South-African born Lisa Jackson is a travel writer who has visited almost 100 countries, completing over 100 marathons (and proudly come last in 25). In this extract from her most recent book, she details her experience as a tourist in North Korea.
“I’m so paranoid my guidebook will be confiscated that I’ve torn it into sections to stuff down my trousers when we get to Pyongyang,” confessed Amelie, a Parisian accountant, as our train trundled towards North Korea’s capital.
I was nervous too: before I’d departed on this group tour, several friends joked that they’d bought paint to make posters to campaign for my release.
“Who knows why we all wear a badge with Presidents Kim Il-sung and Kim Jong-il on the left side of our jackets?” asked our guide Joo en route to the Mansudae Grand Monument on day one of our tour.
“So they don’t get shot?” whispered Bruce, a rangy Australian. “It shows that our Great Leaders are always close to our hearts.”
I took this as a sign of how thoroughly indoctrinated North Koreans are.
Sure, some Americans sport ‘I love Trump’ badges, but in North Korea you’d never see the equivalent of a bumper sticker reading ‘Elect a clown, expect a circus’. Come to think of it, that’s because there are no private cars in North Korea to stick bumper stickers on, as much as it’s down to unquestioning loyalty to the Kims.
“There are two rules you need to obey,” said our second guide Sonu. “Firstly, you must bow to the statues. If you don’t want to bow, stay on the bus. Secondly, your photographs must always include the whole statues. You mustn’t chop off their feet or heads.”
“It’s very disrespectful to let his face touch the ground”
We strode up a tree-lined road and were greeted by 20m tall bronze statues of North Korea’s founder Kim Il-sung and his son Kim Jong-il.
There are 35,000 Kim Il-sung statues in the country – one for every 750 people – but this one was by far the largest.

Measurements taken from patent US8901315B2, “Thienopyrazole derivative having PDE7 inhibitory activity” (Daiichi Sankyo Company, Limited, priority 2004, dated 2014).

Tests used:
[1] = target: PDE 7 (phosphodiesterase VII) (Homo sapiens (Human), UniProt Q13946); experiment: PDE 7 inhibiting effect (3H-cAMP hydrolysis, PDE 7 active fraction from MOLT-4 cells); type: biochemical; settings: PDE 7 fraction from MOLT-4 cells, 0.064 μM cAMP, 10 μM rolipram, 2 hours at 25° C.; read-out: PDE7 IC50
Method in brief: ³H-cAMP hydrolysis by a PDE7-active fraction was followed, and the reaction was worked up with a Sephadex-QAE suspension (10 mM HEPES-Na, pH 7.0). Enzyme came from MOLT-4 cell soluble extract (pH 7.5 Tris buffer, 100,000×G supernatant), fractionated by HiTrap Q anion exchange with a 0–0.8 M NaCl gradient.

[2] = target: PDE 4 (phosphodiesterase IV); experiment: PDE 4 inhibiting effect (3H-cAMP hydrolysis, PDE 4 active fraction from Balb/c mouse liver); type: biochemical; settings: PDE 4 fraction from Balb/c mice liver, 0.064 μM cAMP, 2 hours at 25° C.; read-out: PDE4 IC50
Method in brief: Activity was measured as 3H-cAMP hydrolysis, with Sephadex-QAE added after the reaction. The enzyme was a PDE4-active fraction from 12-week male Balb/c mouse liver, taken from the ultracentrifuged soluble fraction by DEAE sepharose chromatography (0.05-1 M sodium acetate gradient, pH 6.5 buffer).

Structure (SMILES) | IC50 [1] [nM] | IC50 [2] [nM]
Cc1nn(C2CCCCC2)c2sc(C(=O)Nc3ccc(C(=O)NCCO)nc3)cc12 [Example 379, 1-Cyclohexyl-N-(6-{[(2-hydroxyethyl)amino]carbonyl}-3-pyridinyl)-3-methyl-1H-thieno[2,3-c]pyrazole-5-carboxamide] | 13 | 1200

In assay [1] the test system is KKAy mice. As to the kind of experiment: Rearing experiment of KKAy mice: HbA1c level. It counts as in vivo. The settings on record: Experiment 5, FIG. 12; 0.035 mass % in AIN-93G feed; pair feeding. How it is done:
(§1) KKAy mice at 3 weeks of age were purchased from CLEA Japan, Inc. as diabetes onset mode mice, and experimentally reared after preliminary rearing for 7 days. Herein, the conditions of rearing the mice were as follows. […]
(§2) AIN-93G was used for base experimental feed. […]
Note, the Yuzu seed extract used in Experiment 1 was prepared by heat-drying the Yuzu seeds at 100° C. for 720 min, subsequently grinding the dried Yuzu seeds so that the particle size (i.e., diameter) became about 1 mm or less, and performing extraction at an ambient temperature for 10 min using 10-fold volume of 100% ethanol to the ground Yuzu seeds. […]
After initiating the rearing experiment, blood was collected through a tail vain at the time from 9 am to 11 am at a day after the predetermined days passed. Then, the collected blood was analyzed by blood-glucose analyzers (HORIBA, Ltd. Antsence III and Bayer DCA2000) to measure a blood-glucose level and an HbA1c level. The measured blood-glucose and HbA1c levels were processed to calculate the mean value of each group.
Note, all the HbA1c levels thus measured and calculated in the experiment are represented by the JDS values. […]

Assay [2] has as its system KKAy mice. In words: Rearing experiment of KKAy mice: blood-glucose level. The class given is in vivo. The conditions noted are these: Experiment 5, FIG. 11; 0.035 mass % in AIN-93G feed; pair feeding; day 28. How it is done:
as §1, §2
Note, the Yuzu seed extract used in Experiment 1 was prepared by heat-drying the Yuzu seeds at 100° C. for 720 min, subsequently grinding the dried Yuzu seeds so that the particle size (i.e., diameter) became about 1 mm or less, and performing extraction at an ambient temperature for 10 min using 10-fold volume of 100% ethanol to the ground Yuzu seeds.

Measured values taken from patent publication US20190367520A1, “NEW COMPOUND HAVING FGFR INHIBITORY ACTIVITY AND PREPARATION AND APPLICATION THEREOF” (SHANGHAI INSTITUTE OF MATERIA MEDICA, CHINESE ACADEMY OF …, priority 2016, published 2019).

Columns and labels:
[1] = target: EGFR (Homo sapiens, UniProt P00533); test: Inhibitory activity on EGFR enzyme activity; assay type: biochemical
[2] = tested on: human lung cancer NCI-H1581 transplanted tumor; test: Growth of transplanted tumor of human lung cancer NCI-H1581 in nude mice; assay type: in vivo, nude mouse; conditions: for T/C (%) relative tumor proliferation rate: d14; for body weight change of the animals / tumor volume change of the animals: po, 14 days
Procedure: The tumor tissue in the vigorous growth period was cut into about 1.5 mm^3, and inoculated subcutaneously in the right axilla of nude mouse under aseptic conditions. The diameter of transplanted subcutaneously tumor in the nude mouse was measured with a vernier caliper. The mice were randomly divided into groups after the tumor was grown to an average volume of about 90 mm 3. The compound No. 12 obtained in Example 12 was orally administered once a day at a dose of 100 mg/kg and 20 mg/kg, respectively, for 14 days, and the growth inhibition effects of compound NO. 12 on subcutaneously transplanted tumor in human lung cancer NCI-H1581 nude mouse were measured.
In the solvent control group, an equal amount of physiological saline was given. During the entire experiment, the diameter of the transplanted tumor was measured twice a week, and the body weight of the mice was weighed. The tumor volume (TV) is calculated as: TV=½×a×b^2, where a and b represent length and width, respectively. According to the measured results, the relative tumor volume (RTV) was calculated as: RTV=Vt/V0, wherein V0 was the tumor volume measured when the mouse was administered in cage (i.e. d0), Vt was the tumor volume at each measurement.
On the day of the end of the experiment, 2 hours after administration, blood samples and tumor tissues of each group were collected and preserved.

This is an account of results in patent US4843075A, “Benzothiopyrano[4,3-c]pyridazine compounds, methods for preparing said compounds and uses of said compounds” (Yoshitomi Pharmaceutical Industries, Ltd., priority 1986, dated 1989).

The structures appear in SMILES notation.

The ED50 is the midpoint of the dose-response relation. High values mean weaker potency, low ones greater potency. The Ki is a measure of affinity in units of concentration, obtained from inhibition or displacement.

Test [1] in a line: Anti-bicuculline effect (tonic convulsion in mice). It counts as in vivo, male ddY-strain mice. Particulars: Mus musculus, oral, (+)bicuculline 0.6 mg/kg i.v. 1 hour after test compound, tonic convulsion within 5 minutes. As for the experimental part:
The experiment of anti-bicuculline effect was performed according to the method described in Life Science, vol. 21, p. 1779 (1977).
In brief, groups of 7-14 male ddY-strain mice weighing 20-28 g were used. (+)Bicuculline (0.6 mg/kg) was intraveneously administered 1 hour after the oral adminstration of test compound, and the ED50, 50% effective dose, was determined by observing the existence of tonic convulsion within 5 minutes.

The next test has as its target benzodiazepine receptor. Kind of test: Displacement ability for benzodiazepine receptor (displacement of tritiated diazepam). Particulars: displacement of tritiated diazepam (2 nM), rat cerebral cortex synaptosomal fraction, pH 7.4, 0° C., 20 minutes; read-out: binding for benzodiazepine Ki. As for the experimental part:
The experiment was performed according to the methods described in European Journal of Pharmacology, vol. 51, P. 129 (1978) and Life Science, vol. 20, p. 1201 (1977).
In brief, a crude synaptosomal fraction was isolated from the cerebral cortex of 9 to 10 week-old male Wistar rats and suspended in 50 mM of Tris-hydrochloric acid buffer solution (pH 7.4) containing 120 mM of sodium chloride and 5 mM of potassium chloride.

Our group’s synchronised bow was judged a success. “Thanks for showing your respect,” Joo said.
As we congratulated ourselves on mastering North Korean Leader Etiquette, both guides rushed up the aisle of the bus to retrieve a newspaper featuring a photo of Kim Jong-un on its front page that had fallen on the floor.
“The Supreme Leader!” Sonu exclaimed crossly. “It’s very disrespectful to let his face touch the ground.”
North Korea’s national Olympic Games
Although spectacular, attending a Mass Dance featuring thousands of women dressed in kimono-style robes paired with men dressed identically in black trousers and white shirts, and our circus visit afterwards, were nothing compared with the grand finale to the most action-packed day of my life: the Arirang Mass Games.
Intended as a propaganda tool, the 100,000-participant Games outshone every Olympics opening ceremony I’d seen. In the stands opposite, 17,000 schoolchildren drafted in as human pixels created scenes of incredible beauty simply by turning the pages of the flipbooks they hid behind.
An image of an elderly man waving a North Korean flag appeared as if by magic, to be almost instantaneously replaced by one showing children running through a flower-strewn field.
Cheerleader-style pyramids, kung-fu brick breaking, uniformed marching bands: it was impossible to take everything in.
“God, that was amazing! Did you see the ice skaters on the mini ice rinks?” gasped Bruce. “Ice skaters?” I replied. “No, but did you see the human cannonballs?”
I marvelled at how effectively North Korea’s PR machine had worked its charms.No matter how often I reminded myself that it was ruled by a brutal regime that executed ‘traitors’ using anti-aircraft guns – the current Supreme Leader Kim Jong-un’s own uncle had met this dreadful fate – I couldn’t help but feel deliriously happy.
“I’m guessing you all enjoyed that,” said Joo, beaming.
“No, in London we watch something like that every Tuesday,” I joked. “It’s no big deal.”
Back at our hotel I rushed off to call my husband Graham. Conscious that the phone was most likely bugged, I told him in one stream-of-consciousness sentence about all the amazing things we’d crammed into our trip.
I kept my misgivings about seeing workers toil in the fields picking rice by hand to myself, along with the fact that, besides our guides, we’d not been allowed to interact with a single local.
“You’ve been an amazing group,” complimented Joo as we said our goodbyes at the station. “You probably think I say this to all my groups, but yours was very special.”
As Joo and Sonu waved our train off, I was overcome with emotion. Despite the Truman Show nature of our carefully curated tour where we’d seen only what the state wanted us to see, I’d grown fond of this fascinating country and also of Joo, and it seemed such a shame I’d never see either of them again.
Tears welled up in my eyes and soon I was sobbing.
“You must be the only person who’s ever cried when leaving North Korea,” said Amelie.
“I probably am,” I said, blowing my nose.
Abridged from ‘Travel Agents: More Scrapes, Japes and Narrow Escapes’ by Graham Williams and Lisa Jackson, £6.99, Little Bandit Books.
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